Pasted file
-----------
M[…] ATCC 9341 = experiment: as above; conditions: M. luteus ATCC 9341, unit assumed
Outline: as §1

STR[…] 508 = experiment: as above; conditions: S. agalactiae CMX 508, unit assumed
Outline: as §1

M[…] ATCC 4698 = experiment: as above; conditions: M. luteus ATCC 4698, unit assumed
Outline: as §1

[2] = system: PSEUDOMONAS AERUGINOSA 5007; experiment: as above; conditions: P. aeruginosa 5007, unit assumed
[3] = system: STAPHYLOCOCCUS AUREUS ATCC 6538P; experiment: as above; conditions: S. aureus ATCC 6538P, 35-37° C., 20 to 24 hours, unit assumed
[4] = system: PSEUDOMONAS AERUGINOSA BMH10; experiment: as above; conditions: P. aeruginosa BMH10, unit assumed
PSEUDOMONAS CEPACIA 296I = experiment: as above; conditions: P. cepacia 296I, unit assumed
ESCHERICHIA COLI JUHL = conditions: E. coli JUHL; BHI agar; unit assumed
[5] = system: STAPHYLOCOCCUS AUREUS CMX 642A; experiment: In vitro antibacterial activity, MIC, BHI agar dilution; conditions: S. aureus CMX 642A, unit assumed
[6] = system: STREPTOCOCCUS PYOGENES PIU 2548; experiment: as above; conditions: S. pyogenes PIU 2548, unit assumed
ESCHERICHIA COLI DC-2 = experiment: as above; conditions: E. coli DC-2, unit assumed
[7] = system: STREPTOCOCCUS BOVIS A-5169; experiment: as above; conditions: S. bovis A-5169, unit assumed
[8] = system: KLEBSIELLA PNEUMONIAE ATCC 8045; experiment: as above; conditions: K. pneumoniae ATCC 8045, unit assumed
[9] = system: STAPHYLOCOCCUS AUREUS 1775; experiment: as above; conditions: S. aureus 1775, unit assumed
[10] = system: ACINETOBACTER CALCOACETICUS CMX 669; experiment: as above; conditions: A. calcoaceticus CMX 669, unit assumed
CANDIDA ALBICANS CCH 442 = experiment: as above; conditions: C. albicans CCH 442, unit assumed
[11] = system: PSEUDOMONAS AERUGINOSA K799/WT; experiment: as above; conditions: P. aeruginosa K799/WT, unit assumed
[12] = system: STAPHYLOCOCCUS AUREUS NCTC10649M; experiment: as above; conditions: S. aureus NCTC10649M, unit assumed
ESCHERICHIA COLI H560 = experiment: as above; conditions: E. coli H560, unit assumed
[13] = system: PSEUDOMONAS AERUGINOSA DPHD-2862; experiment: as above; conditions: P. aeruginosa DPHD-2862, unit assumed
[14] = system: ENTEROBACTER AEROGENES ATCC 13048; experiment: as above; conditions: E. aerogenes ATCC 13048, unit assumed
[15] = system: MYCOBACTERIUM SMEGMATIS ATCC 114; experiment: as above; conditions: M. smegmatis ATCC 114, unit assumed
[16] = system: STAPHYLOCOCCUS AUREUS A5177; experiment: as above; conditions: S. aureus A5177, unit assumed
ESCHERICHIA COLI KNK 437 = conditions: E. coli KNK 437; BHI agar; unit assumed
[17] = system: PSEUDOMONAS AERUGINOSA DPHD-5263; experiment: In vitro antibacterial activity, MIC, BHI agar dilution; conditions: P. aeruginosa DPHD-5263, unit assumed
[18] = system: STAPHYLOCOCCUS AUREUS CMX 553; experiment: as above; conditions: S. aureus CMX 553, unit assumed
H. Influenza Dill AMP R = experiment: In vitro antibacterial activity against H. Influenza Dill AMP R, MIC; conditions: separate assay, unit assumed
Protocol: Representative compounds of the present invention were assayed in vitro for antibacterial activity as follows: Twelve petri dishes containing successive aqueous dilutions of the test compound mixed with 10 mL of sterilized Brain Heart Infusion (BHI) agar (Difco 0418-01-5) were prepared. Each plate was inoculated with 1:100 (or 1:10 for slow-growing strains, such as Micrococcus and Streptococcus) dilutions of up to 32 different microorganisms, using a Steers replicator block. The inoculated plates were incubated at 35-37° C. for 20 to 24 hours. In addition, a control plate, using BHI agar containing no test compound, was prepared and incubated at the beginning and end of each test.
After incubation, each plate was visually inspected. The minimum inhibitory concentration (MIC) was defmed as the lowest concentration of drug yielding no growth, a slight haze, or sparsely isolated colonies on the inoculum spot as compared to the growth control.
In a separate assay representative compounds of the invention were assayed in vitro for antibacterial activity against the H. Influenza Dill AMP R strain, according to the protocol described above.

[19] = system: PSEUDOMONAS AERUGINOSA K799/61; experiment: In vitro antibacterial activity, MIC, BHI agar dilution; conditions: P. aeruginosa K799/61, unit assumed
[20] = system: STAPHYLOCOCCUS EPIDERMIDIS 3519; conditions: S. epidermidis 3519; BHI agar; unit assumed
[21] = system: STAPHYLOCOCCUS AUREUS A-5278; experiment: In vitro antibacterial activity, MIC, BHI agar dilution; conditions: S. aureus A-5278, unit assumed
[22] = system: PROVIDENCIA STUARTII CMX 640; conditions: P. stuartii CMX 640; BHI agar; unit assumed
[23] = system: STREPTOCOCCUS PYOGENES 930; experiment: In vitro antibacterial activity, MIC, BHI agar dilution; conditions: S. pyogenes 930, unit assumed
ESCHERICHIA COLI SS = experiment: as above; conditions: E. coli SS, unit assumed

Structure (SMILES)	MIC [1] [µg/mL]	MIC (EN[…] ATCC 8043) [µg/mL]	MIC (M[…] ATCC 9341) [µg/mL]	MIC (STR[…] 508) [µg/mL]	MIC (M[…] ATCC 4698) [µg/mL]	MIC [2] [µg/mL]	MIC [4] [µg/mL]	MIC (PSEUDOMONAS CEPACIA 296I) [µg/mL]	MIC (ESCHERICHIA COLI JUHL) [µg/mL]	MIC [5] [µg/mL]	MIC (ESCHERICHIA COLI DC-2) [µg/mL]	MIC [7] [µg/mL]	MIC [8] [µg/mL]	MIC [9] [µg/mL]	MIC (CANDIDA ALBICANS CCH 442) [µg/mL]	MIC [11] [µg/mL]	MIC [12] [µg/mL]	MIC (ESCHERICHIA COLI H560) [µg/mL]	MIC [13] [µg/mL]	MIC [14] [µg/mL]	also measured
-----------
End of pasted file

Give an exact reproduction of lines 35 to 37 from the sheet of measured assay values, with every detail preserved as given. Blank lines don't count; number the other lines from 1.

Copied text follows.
[20] = system: STAPHYLOCOCCUS EPIDERMIDIS 3519; conditions: S. epidermidis 3519; BHI agar; unit assumed
[21] = system: STAPHYLOCOCCUS AUREUS A-5278; experiment: In vitro antibacterial activity, MIC, BHI agar dilution; conditions: S. aureus A-5278, unit assumed
[22] = system: PROVIDENCIA STUARTII CMX 640; conditions: P. stuartii CMX 640; BHI agar; unit assumed